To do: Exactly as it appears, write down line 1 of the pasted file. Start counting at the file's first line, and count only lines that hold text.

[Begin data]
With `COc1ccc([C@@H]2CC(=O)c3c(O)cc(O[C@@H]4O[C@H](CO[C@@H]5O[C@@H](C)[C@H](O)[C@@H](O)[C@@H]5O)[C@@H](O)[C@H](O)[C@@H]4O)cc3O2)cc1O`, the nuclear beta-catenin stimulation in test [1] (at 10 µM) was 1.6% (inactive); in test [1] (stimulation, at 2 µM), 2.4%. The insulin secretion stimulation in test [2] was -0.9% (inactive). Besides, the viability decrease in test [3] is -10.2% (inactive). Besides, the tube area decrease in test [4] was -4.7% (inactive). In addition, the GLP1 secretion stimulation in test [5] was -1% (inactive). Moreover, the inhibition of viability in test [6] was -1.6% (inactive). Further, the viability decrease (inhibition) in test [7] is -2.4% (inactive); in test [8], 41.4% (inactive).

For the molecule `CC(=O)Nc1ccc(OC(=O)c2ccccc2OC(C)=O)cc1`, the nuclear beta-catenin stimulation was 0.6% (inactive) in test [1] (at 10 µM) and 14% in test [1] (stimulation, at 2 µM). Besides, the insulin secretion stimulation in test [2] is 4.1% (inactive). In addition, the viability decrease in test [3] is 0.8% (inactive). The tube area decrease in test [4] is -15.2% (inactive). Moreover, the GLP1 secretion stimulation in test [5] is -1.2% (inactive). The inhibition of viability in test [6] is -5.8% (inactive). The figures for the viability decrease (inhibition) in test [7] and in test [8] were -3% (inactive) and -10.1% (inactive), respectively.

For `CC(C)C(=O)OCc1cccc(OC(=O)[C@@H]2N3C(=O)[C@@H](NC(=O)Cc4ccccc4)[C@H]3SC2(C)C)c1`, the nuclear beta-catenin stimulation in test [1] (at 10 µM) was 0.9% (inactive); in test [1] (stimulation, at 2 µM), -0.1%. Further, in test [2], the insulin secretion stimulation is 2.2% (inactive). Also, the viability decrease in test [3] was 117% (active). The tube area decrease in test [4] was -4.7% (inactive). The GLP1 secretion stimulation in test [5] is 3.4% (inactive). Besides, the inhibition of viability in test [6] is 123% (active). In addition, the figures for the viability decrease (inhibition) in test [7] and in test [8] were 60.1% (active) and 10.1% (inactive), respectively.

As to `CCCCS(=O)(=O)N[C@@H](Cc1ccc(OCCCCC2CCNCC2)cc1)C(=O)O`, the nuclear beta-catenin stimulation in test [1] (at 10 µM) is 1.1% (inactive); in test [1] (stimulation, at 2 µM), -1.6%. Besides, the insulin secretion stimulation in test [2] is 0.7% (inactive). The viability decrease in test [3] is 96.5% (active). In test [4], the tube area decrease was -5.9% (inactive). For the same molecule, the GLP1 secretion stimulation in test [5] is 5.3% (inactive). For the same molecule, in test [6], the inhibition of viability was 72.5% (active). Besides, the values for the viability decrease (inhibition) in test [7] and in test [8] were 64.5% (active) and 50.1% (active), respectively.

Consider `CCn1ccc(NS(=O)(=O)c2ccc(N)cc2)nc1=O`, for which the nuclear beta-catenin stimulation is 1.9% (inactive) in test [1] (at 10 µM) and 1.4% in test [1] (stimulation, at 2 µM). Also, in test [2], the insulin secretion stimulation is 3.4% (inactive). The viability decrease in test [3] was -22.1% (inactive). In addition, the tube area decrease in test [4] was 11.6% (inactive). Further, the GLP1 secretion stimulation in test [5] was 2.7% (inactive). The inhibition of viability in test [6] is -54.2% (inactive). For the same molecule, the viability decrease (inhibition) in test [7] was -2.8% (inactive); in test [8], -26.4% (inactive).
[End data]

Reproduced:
With `COc1ccc([C@@H]2CC(=O)c3c(O)cc(O[C@@H]4O[C@H](CO[C@@H]5O[C@@H](C)[C@H](O)[C@@H](O)[C@@H]5O)[C@@H](O)[C@H](O)[C@@H]4O)cc3O2)cc1O`, the nuclear beta-catenin stimulation in test [1] (at 10 µM) was 1.6% (inactive); in test [1] (stimulation, at 2 µM), 2.4%. The insulin secretion stimulation in test [2] was -0.9% (inactive). Besides, the viability decrease in test [3] is -10.2% (inactive). Besides, the tube area decrease in test [4] was -4.7% (inactive). In addition, the GLP1 secretion stimulation in test [5] was -1% (inactive). Moreover, the inhibition of viability in test [6] was -1.6% (inactive). Further, the viability decrease (inhibition) in test [7] is -2.4% (inactive); in test [8], 41.4% (inactive).